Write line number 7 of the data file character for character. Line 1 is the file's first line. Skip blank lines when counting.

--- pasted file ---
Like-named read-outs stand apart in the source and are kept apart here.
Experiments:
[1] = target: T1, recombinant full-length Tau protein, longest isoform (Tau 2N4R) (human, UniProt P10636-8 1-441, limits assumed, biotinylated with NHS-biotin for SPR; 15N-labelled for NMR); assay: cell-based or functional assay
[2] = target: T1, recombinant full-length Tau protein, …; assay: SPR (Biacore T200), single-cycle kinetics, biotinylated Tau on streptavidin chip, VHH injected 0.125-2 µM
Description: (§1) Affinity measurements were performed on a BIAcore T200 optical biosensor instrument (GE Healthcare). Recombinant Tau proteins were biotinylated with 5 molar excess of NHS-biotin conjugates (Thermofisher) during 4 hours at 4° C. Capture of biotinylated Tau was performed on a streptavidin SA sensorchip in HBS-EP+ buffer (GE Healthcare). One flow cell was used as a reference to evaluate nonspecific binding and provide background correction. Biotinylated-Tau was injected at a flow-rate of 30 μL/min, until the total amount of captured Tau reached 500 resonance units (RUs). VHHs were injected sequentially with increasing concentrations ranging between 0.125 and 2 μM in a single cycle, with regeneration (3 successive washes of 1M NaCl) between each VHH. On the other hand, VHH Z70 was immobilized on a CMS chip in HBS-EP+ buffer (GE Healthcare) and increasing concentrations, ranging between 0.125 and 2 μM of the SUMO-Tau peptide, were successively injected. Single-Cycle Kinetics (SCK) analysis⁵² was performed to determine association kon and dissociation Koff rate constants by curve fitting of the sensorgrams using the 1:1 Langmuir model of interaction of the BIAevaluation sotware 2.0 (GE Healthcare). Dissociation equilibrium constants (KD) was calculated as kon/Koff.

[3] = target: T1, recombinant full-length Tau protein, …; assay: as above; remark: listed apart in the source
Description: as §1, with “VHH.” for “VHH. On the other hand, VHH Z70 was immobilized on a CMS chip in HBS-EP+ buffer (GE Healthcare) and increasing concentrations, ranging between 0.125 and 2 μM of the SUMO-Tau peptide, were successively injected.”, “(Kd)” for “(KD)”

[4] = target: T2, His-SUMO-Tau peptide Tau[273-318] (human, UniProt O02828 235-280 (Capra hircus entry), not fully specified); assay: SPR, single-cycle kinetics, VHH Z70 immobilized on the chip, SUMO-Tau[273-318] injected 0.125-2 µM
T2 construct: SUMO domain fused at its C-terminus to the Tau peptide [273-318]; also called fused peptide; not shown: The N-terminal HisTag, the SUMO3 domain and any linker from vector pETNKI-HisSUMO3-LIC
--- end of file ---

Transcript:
Description: as §1, with “VHH.” for “VHH. On the other hand, VHH Z70 was immobilized on a CMS chip in HBS-EP+ buffer (GE Healthcare) and increasing concentrations, ranging between 0.125 and 2 μM of the SUMO-Tau peptide, were successively injected.”, “(Kd)” for “(KD)”